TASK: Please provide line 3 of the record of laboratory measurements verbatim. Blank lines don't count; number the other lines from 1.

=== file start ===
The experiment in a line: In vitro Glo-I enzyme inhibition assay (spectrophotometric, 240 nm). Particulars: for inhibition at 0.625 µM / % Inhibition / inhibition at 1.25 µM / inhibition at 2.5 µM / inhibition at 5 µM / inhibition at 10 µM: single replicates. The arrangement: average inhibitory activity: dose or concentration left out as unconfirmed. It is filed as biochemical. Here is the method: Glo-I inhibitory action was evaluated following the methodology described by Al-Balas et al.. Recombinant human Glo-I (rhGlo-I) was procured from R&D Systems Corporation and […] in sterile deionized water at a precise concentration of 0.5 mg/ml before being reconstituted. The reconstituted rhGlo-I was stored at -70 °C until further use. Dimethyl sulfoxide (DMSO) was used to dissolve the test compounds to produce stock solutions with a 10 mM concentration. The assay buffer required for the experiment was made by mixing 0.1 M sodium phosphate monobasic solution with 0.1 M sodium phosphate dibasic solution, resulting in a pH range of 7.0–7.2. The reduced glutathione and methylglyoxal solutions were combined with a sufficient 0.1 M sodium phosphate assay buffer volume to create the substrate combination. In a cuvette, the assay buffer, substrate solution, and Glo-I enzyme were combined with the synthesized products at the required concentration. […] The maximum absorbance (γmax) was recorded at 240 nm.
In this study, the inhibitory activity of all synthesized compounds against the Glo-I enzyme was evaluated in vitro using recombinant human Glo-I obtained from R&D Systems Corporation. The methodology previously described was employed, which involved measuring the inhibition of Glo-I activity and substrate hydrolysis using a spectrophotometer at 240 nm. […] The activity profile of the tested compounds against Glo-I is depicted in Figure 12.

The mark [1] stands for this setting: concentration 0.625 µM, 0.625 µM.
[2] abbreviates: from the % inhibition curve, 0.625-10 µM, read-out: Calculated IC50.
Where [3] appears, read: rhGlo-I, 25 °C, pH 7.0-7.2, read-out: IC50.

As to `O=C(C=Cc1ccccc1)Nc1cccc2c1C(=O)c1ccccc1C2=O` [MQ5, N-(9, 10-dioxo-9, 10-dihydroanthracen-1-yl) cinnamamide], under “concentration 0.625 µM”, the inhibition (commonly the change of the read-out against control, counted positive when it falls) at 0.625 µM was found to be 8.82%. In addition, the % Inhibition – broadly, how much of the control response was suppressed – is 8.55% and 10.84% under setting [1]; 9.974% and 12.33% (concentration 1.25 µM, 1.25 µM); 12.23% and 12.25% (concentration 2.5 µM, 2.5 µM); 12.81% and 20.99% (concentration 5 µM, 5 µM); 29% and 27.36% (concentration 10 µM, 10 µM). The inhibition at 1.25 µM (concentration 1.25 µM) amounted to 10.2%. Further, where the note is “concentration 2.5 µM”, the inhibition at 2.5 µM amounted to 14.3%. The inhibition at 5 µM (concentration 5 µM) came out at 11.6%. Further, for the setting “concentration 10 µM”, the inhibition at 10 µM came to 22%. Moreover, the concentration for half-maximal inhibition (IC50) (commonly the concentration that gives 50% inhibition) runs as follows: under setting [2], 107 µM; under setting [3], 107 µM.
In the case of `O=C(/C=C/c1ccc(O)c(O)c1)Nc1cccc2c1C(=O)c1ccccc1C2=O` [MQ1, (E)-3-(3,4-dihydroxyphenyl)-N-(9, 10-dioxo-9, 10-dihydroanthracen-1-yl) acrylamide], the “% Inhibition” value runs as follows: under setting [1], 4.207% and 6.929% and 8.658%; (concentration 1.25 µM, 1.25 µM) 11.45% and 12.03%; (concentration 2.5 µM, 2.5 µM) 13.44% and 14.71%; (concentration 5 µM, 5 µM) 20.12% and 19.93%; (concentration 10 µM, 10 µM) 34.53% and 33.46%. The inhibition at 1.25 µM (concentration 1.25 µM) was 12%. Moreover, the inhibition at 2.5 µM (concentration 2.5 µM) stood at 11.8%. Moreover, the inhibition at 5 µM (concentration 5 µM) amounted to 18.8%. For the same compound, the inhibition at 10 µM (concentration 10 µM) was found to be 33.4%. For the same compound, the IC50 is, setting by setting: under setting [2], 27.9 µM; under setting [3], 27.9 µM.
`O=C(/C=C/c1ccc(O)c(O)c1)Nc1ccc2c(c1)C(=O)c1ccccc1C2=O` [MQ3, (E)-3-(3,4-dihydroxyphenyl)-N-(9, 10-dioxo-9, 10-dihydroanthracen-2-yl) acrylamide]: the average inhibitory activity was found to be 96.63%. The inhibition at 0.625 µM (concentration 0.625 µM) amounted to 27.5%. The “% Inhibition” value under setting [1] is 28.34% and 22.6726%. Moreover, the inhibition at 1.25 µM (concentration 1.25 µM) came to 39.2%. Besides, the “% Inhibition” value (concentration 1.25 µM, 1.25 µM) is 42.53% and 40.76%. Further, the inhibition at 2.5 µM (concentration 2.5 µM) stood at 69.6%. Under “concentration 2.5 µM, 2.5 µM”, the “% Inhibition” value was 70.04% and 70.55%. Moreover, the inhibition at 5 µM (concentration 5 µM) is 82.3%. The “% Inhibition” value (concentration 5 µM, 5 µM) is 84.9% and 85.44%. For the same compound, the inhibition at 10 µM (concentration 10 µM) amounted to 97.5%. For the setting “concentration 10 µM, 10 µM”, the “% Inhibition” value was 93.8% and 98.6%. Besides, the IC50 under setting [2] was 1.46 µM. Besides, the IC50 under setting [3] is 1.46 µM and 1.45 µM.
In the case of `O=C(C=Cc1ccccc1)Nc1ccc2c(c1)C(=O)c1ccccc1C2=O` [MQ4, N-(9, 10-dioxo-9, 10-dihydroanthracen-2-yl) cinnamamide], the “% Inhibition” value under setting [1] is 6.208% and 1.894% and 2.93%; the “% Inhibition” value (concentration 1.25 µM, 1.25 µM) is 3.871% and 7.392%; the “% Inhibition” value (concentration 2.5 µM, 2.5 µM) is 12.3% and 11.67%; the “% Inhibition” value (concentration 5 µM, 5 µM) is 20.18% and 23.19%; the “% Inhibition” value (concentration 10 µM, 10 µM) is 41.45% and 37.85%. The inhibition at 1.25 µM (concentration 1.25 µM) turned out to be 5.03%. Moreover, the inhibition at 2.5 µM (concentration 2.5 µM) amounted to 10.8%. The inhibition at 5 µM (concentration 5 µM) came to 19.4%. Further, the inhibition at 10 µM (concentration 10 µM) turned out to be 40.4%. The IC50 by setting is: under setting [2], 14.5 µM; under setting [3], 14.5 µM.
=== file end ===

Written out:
The mark [1] stands for this setting: concentration 0.625 µM, 0.625 µM.